LAPT San Jose: Welcome

By now, there are certain things we can complacently expect from a PokerStars welcome party.


As silver platters of delicate canapes made their way around the Cariari Country Club tonight, I put a solid check mark next to the words "excellent cuisine."



The lines of eager patrons in the corner of the room soon enabled me to tick the words "plentiful booze" in the jotter, and once Daniel Negreanu, Humberto Brenes, Victor Ramdin, Andre Akkari and Isabelle Mercier were spotted lurking among the assembled masses, "poker superstars" were revealed as being present and correct.

Yet despite seeing all this before in similarly lavish settings across the globe, Costa Rica has still managed to confound and impress. It is as though the regional organisational committees of these bonazas have set themselves up in strict competition against one another to decide who can throw the best party.

Perhaps people in these parts are accustomed to being welcomed into an intimate jungle canopy surrounded by dense vegetation by women "dressed" in nothing but body paint. But allow me to be a prude for a moment: I was surprised. It took a take and then a double take to reveal that, yes, I had seen exactly what I thought I had seen.


Carry on.

So, another week, another spectacular PokerStars tournament in another spectacular location. This is San Jose, Costa Rica, and it is our home for the next three days as we seek our second Latin American Poker Tour (LAPT) champion, to follow Julien Nuijten, who won in Rio a couple of weeks back.

Nuijten is here, and was holding court tonight at the welcome party, knowing that his days as the only reigning LAPT winner are numbered. Although it would be a foolish man to bet his house against Nuijten going back-to-back, the significant odds are against the young Dutchman making it two in a row, meaning someone else beneath the vines in the country club will likely walk away with it when we reach a final table on Saturday.

And there are plenty of contenders. Standing away from the crowd tonight, and peering through the lace wings of a four-foot butterfly hanging from the ceiling, I took stock of what we can expect.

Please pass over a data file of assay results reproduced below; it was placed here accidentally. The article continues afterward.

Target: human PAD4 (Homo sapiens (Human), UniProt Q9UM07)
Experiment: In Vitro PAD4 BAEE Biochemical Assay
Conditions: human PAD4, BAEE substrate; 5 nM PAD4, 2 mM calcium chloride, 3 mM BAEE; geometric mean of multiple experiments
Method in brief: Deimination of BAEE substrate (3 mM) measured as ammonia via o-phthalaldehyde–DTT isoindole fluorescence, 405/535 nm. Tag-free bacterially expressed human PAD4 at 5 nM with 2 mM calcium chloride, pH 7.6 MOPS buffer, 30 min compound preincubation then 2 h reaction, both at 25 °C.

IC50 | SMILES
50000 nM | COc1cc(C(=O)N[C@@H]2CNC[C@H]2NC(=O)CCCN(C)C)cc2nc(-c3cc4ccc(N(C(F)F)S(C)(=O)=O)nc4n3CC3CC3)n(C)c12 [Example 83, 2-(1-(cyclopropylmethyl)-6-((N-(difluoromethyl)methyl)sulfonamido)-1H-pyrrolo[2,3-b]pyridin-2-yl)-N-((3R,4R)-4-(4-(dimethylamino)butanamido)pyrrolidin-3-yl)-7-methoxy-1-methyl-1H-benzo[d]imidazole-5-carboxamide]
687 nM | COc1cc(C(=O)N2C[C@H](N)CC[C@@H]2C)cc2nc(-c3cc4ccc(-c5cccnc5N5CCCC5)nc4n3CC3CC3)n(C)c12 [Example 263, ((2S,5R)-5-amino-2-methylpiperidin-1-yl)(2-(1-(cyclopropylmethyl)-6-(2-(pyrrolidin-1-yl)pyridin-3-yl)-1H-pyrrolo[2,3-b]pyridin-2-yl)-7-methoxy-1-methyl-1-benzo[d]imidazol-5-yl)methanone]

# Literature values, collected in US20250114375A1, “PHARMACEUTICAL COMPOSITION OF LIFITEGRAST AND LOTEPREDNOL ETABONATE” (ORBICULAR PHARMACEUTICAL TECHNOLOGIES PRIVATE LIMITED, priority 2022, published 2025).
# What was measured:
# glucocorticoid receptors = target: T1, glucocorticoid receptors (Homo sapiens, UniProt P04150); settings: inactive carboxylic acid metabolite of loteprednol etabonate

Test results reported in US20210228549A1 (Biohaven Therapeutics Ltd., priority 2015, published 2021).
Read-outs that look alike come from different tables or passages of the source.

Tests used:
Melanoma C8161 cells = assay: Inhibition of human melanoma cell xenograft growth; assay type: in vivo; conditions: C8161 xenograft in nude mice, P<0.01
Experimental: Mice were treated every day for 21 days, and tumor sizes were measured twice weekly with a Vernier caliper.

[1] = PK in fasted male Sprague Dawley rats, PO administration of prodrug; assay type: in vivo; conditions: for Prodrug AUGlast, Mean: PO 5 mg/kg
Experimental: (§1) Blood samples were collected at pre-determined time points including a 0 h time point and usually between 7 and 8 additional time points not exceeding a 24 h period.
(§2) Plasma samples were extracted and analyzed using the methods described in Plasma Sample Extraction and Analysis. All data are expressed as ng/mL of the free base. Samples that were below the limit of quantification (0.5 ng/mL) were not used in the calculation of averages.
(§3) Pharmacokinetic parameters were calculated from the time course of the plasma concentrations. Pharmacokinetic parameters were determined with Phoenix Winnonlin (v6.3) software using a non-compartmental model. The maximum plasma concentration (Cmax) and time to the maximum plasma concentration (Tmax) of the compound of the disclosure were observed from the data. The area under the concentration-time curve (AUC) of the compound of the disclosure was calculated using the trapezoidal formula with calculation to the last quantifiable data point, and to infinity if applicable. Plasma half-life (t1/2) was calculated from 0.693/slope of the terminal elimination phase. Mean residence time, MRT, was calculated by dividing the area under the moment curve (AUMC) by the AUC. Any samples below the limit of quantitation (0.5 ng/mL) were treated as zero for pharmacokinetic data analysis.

Over to my left, I saw two plastic sharks bearing PokerStars logos signalling the inimitable presence of Humberto Brenes. The home-town hero spent the best part of two hours with his arms around adoring supporters, his face fixed permanently in a grin representing the pride of a Costa Rican poker ambassador who has finally brought the party to his own manor. Andre Akkari, who enjoys similar standing in his home country Brazil, was also not to be overlooked.


The aforementioned Kid Poker is here as well, and Negreanu must head any bookmaker's list when likely champions are being discussed. He's a cut above most in the poker world, and his shimmying samba here suggests he feels right at home.


As I stood and watched, I found myself momentarily staring at a vacant space in the dry ice. But soon enough, it was occupied by a figure I recognised, belonging to Vitaly Kovyazin, the second place finisher from Rio, who had again made his way from Brooklyn to Latin America for the tournament. Checking in with the New Yorker, he told me that he'd always intended on coming down here, but a last-chance satellite on PokerStars had made his decision even easier. He won another satellite to book his spot, and renewed his acquaintance with Nuijten, his adversary from Rio, for the cameras.


After I abandoned my perch away from the action, it didn't take much mingling to find other notable faces. There was David Wells, former baseball pitcher and now a poker player, who had gone deep at the PokerStars Caribbean Adventure in January. He soon found the shoulder of Team PokerStars Pro Isabelle Mercier. Who wouldn't.


Welles's baseball buddy Orel Hershheiser was also there, as was chat-show host Montel Williams, who tapped up Negreanu for some advice.


But arguably even more impressive about these tournaments is the number of online players who make their way and inevitably succeed in splashing into the big time. Alex "Assassinato" Fitzgerald is in San Jose, likewise Johnny Ryan, brother of Danny "The_D_RY" Ryan. Alex is here via the $7.50 PokerStars steps route.

Larry Hinden, a PokerStars qualifier from Connecticut, also has a story to tell. The short version reveals another $7.50 steps success, but the longer version, as related to me around the blackjack tables this evening, deserves a post of its own. Tune in tomorrow, because it's on its way -- and it's worth the wait.

Back at the party, Dave Hardy was there, the PokerStars qualifier from Essex, England, who impressed us all in Rio with tales of his satellite qualification while on an oil rig off of Norway. He's not been anywhere near Europe since that foray deep into Latin America, and has strayed here for his next shot at the big time.

We start tomorrow at noon in the Cariari Country Club and we'll be there from the outset. Someone has a lot of sweeping up to do from the vegetation scattered across the floor of the function room tonight. But while tomorrow the same floor will probably be doused in the tears of the not-so-fortunate, there will be plenty of champagne spilled from the glasses of the successful.

But it's a three-day gig, and tomorrow is just the kick off. Please join us.

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The team of PokerStars video bloggers is also out here in San Jose and found plenty for their cameras at the welcome party. Here's the first of their video reports, with more, and a complete archive of PokerStars coverage, available at

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